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Glueing Frets In


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CA is what I use. It's easier to use and clean up than epoxy and is very strong. The thinner kinds will also soak into the wood and dry clear. Like Workingman said, wood glue won't bond to metal, so it won't do you much good.

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I wick a little thin CA in from the ends as well. However, several here have written that they will sometimes use wood glue for the same reason stated. Not so much to stick to the metal but to swell the the wood in the slots a little....to make for a tighter fit so to speak.

SR

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depends on what you're doing really. Are you over sizing your fret slots? Just looking for extra grip on normal fret slots? If over sized at all, you should definitely be using epoxy or CA. I dont see thinned wood glue expanding the wood well enough to cause any further hold that a drop of CA on each end wouldnt do...

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The main question here is as Paulie says; Why glue them in? I know I have been hit hard for this statement here before but I stand behind it: If you cut your fret slots right there is no need to glue frets in. If you need to glue frets in to get the to seat correctly you have not made the fretboard in the right way and you should first practice on scrap and then do it right on a new board and scrap the one with problems. However if you are doing a re-fret you do not control the width of the fret slot and there might have been more several re-frets before and the slots might be in really bad shape etc and then there is all reasons in the world to use glue. I use thin CA for re-frets. I seat the frets as close to perfect first, then I run a drop of thin CA on each side of the fret and quickly follow that with a rag soaked in acetone to get rid of all surplus. If you just want to secure a fret overhang on a bound fretboard there is also good reason to use glue. But if you do the job right on a new fretboard there is no use for glue for the main length of the frets

OK, fire up...

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OK, fire up...

I agree - if the board is slotted correctly you won't "need" glue.

However I still glue them in. It's the idea of overkill. It's the security that I know they won't lift and it removes the "what if" factor. It's the same reason I use fret tang expanders at both fret ends.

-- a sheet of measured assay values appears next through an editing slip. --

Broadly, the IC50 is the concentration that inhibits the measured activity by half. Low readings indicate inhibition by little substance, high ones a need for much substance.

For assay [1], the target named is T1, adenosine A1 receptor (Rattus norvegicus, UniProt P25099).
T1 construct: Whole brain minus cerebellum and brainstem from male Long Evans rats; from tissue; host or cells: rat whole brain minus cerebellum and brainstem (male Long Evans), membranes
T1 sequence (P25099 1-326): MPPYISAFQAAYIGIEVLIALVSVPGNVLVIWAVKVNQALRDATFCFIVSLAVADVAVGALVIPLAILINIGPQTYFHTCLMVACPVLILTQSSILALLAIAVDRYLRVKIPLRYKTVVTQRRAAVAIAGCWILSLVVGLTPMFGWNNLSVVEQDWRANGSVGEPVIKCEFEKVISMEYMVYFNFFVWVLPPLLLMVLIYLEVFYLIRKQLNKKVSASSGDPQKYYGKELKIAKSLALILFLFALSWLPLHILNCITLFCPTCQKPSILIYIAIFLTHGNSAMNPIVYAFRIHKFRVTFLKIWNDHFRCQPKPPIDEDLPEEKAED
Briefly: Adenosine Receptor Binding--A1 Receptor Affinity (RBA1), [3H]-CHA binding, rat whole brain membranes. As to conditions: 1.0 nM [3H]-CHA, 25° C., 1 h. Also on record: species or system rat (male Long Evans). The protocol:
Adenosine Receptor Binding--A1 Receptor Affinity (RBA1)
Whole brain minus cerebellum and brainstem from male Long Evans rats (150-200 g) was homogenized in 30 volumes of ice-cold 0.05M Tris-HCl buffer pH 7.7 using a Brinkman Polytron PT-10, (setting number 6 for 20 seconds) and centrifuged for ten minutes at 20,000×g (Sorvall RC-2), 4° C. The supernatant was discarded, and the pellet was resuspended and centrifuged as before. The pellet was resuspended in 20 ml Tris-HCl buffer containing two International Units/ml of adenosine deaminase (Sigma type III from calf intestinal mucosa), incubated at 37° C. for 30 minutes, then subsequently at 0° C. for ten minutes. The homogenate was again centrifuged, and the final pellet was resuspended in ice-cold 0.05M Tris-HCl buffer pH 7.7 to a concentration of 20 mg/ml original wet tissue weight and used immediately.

I used to use wood glue but after realizing wood glue doesnt really adhere to metal I changed to superglue which is actually much easier to manage for the purpose.

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OK, fire up...

I'll nibble :P. Doesn't gluing in the frets help against fret sprout to some degree? It's also probably more catered to the hobbyist that enjoys building vs the professional types. Im so ****, I wish I could just CNC everything, but I cant justify the price drop to do so.

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I'll nibble :P. Doesn't gluing in the frets help against fret sprout to some degree?

Thats probably the idea behind using glue, the thought that it will prevent future problems, a bit like demonx said. However I cannot say that I have ever had a fret lift on a guitar that I have made from scratch, not yet...

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Wes, that's why the tang expanders. Ever since using those I've never had a problem.

In ebony I've never had a issue (except when a guitar I built was on tour and got crushed in transit, a couple frets lifted slightly) but sometimes in softer timbers I was getting the ends wanting to lift, after a squeeze with the fret tang expanders everything always stays, so I just use them as a part of my process on every fret now.

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Heres a quick video of my fretting process. It's not the way I've always done it, it is the way all my experimentations have evolved to this point and I'm sure at some stage the way I fret will change again, but this is how I do it at the moment:

http://www.youtube.com/watch?v=dWQxGYyuMLM&feature=plcp

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The main question here is as Paulie says; Why glue them in?

I agree and like I said, I've never glued my frets in except for the odd time where a fret wouldn't hold the radius shape and I'd pull it out and install a new fret with a small dab of glue.

Another reason is that as I radius and flatten the fret board, sometimes, the frets slots are no longer deep enough on the edges. This is a problem mostly with 9.5" radius necks. Everytime you insert that fret saw in the fret slot and deepen the slot, that slot becomes compromised IMO.

My last couple of necks have been superb but I'm still trying to find ways to improve and now that I'm using stainless steel frets, I need the fretwork to be as solid as possible.

I guess that the extra little bit of insurance on the fret work is a good thing and only time will tell if it actually makes a difference. In terms of tone alone, I think that a glued in fret possibly has less wasted energy.

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